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I just caught this video on youtube, I've seen some stuff from Drave's before and liked his videos. But this video made me cringe a little. Is this an acceptable way to to do simple tasks such as string changes, adding twists, moving peeps, etc.??? If so, why are so many people (myself included) so worried about having a portable bow press?

I guess in theory this method will work just fine, but do you need to worry about damage?? Can this be a good method for fixing your bow in the field?
 

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people do it all of the time, its your bow if it gets scratched up or something then that is your responsibility. But it has been done for years, I do it to my bows. I don't have any of the bows with the pre-loaded limbs and the skeletinized cams. I think I would be real leary of pinning the cam on an Omen or something like that


Back a few months ago there was a long discussion on this very same video if you want to look it up.
 

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lol..awesome way to void your warrantee. and get hurt. their was also recently a vid showing how stupid this method is. and a guy lost part of a finger from it slipping. a pro shop shouldnt e showing the cheep out wrong way to work on a bow. do as he wants, but to show others its ok is plain dumb.
 

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one thing I didn't like hearing him say,...is that it, "puts the bow under a lot less stress"...that's true, not necessarily applicable. it might the bow as a whole under less stress, because you're not loading the riser with a fully compressed set of limbs, as it and the limbs would be when the bow is shot,.... but the loads put on the end of the limb where the pinning is done, specifically right at the axle hole is much greater than when pressed in a normal bow press. that pin, acts as a fulcrum, that multiplies the load through the axle hole.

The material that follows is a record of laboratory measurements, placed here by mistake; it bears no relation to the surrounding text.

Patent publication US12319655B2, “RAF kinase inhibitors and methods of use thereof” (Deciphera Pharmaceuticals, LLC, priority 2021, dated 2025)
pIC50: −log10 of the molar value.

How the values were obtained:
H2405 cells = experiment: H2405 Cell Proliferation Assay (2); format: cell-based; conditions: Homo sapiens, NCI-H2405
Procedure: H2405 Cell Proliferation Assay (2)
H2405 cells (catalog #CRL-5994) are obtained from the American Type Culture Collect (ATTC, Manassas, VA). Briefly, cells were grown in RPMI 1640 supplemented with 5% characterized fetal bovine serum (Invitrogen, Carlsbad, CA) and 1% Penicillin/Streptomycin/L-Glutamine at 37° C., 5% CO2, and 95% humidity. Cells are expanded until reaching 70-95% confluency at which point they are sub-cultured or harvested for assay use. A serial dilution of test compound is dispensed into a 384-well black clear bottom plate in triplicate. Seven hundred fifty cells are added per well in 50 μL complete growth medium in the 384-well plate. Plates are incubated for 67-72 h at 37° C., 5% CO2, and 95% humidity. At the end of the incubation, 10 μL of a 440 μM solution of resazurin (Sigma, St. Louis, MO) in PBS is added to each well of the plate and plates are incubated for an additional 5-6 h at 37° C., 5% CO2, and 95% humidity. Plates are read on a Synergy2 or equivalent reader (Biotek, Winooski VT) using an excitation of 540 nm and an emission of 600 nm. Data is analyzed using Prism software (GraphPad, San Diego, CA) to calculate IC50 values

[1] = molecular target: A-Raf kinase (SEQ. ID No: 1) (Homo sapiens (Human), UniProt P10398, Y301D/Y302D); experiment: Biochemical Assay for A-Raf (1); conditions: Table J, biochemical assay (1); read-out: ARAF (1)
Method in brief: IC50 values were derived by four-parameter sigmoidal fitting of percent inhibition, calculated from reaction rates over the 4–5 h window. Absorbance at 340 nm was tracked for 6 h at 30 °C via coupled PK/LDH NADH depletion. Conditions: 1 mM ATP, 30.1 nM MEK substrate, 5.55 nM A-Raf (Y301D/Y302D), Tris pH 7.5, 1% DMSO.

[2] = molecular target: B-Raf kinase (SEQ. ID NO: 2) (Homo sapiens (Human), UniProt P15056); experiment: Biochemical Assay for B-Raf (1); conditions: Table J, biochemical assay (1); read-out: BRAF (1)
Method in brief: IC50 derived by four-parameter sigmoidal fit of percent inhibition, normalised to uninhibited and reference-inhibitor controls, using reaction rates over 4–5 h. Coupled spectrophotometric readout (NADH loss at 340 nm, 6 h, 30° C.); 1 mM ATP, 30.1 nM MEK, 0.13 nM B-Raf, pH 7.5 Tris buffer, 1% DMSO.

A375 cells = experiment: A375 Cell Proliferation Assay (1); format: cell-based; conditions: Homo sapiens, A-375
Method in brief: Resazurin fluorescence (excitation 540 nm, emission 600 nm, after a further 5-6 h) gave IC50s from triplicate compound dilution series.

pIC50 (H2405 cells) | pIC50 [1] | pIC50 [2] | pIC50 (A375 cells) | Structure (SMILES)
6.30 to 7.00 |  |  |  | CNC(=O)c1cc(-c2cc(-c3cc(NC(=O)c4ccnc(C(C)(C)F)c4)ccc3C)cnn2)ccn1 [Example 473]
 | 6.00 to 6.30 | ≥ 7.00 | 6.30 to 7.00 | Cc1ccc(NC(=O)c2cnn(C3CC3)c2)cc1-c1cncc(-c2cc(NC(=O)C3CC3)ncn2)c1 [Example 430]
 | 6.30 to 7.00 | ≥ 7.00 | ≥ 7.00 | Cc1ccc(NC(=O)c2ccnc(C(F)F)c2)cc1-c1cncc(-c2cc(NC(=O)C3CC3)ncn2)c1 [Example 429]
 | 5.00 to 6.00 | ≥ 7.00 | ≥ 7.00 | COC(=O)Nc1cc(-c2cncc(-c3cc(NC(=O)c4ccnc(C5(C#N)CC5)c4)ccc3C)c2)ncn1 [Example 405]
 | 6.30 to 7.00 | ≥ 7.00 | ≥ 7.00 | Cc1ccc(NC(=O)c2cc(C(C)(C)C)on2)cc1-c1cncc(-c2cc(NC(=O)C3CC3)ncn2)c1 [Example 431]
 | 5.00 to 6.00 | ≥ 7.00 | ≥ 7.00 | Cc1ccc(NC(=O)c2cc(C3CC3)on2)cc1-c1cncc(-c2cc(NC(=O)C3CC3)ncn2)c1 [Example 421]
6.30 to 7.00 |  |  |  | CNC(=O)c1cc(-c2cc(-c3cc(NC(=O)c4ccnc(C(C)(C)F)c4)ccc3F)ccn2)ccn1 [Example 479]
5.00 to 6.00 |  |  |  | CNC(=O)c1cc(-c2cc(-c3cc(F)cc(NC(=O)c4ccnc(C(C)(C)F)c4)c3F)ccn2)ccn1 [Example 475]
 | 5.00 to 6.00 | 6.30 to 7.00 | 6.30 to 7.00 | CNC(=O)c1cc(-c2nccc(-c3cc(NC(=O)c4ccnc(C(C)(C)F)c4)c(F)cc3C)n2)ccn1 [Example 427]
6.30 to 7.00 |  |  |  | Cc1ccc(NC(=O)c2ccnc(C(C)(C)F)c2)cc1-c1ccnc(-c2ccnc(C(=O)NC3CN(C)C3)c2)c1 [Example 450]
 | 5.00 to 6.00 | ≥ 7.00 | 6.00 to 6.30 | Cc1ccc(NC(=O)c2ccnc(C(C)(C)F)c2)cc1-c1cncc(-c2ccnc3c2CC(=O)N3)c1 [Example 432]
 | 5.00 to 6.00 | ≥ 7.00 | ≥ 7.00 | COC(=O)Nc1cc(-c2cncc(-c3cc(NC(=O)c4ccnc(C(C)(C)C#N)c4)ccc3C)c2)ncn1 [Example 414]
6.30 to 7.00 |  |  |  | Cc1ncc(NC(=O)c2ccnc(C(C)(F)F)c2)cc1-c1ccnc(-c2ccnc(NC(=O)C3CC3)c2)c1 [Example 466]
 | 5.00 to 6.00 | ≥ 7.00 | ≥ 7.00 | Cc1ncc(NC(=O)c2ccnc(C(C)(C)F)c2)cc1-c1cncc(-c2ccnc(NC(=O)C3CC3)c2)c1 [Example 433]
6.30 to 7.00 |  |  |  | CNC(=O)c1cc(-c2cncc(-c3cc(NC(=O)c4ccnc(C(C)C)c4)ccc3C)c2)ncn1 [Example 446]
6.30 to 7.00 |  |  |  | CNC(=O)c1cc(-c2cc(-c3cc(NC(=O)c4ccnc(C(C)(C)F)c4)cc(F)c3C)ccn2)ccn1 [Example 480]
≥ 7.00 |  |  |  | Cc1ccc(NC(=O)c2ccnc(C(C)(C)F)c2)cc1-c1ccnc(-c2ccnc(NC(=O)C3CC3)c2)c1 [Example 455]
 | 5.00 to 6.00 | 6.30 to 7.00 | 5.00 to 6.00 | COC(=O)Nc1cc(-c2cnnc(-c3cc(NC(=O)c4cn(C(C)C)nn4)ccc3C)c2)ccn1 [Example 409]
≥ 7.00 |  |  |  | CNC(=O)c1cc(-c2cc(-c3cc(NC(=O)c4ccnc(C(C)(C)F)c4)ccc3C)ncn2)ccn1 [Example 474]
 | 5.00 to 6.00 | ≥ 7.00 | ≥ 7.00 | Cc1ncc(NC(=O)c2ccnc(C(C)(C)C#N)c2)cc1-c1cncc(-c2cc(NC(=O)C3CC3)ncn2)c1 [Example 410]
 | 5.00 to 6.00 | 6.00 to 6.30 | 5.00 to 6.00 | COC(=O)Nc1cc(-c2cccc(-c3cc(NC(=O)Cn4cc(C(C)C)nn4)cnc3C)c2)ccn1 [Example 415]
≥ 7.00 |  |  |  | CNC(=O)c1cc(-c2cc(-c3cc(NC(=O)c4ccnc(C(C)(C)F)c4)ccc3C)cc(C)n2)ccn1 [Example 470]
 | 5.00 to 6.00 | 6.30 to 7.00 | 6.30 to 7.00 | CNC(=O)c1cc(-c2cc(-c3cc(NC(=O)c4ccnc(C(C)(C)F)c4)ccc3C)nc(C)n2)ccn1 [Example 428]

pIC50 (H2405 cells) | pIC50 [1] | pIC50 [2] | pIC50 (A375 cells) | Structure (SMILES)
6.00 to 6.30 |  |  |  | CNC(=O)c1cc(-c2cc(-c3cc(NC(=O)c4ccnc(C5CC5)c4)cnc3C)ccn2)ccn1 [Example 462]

that said, I have done this with all of my bow from time to time, when I didn't have a press, and didn't feel like driving to the club for a quick peep adjustment or cable tweek, or a twist of my string...with no bad results, but it did make me nervous as heck doing it... I understand the stresses involved and the strain it puts on the axle hole area is immense. I also know exactly what i'm doing and wouldn't suggest doing it this way, to someone that isn't fully knowledgeable about working on bows.
as said earlier, i'm a bit surprised someone would actually publicly demonstrate this.
on a lighter note,..... maybe he was paid by Mathews, to generate a sort of reduction in warranty claims by using voided servicing procedures !
 

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Back in the day, lol, Burley Hall showed us how to do that with our old High Country Supremes that had rubbery fast flite strings and super preloaded limbs. Dang things were fast but went out of time after about every 50 shots. Lol got pretty good at holding the draw just before the string hit the cams so we could make adjustments mid shoot. I actually carried a screwdriver with rubber tubing over it in my quiver.

That said, I sure am glad strings today are much much better and a good set rarely needs much tweaking after they settle in because I'm not doing that to any of my new bows.
 

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Hmmmm not sure I would want to use an allen key to stop the bow flying apart but to be honest it looks pretty secure. If I took my bow into a shop for a string change and they did that I would however go mental! If my bow gets scratched because someone got lazy about doing it properly I want that someone to be me not someone who should know better :D

That said I still don't like the guys method. I was sceptical about portable bow presses but couldn't afford an EZ press or similar press so I took the plunge and bought a Bowmaster portable press and it works fine. Have changed a full set of strings, fitted and removed peeps (numerous times until I realised I just didn't like peeps), string silencers, used it for tuning the bow and was able to remove and refit the limbs. Used it a lot in fact! No issues for me.